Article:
Matthew has his own set of problems such as meeting his deceased vampire father face-to-face, his desire for Diana’s blood, old ghosts that continue to haunt him, and an insanely jealous daemon who intends to destroy Diana. But Diana is by his side every step of the way, so much so that Matthew’s father Philippe succumbs to her graces and lovingly accepts her as his official daughter. But with a warning.
“Mark me well, Diana: Lives will be lost because of your love for my son. Some will sacrifice themselves. Others will die because someone must, and it will be for you to decide if it is you or them or someone you love. So you must ask yourself this: What does it matter who deals the deathblow?”
This was after Diana delivered her first kill in self-defense, and said upon her open regret.
There were a lot of immediate changes in the second book when compared to the first. A lot of critics likened the novel to Twilight, especially the relationship between the two main characters and the vampire’s hesitation to – uh – get physical. In this second book, we finally get down and dirty with a Harlequin-style historical romance, complete with way too many layers of clothing to unwrap. Also added in were a few pages of dialogue about the stereotypical vampire romance books.
“Most fictional vampires have hearts of gold, barring the occasional jealous rage and consequent dismemberment.” I smoothed the hair away from him eyes.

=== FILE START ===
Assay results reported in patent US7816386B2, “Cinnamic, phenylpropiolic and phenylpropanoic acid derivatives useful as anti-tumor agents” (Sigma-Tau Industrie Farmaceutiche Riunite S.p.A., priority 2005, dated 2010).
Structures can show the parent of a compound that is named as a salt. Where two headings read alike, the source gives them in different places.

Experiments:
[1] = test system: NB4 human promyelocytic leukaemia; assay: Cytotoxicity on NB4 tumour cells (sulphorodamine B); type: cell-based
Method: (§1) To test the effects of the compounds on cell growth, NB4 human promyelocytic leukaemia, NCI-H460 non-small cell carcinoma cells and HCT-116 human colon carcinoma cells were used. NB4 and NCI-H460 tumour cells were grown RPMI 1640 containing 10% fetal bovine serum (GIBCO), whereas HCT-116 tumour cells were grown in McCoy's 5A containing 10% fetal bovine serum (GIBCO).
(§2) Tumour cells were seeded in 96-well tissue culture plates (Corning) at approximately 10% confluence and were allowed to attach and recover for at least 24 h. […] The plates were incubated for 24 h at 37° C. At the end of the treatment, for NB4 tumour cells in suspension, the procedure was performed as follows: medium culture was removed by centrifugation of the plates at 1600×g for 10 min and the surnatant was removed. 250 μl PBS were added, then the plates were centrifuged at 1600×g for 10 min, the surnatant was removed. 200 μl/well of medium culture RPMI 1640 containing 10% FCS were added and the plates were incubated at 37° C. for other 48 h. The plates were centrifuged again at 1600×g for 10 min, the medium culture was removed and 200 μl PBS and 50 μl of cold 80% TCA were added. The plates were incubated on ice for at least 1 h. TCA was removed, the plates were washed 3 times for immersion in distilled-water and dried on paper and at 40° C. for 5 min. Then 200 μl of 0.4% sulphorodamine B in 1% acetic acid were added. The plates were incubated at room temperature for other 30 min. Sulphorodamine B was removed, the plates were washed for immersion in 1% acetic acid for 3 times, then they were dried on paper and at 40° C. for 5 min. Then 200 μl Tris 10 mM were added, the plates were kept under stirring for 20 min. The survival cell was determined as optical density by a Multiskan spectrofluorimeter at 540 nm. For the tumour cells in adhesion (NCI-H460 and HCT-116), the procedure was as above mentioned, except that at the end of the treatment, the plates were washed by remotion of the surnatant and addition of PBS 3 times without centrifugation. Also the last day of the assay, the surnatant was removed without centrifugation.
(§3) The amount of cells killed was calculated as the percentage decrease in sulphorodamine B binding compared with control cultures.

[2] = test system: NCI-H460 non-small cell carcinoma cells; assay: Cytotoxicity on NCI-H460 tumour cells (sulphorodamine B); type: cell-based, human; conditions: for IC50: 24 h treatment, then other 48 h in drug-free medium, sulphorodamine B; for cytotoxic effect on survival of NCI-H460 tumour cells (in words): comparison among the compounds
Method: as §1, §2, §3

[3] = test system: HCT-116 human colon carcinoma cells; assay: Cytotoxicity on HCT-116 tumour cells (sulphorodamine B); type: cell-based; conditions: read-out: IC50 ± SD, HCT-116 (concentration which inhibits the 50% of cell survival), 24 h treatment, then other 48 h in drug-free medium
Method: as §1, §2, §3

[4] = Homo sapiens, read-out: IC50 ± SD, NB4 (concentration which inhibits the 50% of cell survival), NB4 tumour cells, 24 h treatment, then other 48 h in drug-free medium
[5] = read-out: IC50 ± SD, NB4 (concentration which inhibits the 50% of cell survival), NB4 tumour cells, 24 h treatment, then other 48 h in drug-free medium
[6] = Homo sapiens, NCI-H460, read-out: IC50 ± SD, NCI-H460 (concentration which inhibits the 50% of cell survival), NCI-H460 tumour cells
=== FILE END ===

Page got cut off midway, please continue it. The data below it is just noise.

“I can’t believe we’re having this conversation,” Matthew said.
Another change is with Diana in general. She’s a lot stronger in this second novel. It seems as if she was always exhausted in the first book. Although she’s wearing corsets and all types of garment control items, she’s the one wearing the proverbial britches in this book.
Like its precursor, Shadow of Night is a tome. So much happens that’s its difficult to convey any type of meaningful synopsis. There’s a wedding, adoptions, resurrected ghosts, dragons, a golem, and a few things that I’ll decline to mention so as to not spoil the big revelations. The author seems to follow a a similar path (with the first book) by using a damsel-in-distress scenario near the end.
The best part is the historical milieu that only Deborah Harkness could pull off. The setting was rich in sight, smell, and taste, saturated with notable figures and events from history – the time period descriptions flourished with authenticity. The reader lives through a slice of captured history to the fullest extent. That part, admittedly, was incredible.
Be warned, there are a lot of new characters introduced and it got horribly confusing at a few points, most notably when they went to Prague. Out of the new characters, my favorite is Matthew’s loyal nephew Gallowglass – a steadfast protector of Diana. And I’m excited to learn that he is in the next book as well.
Shadow of Night is filled with deep magic, in fiction and in prose.
Shadow of Night
by Deborah Harkness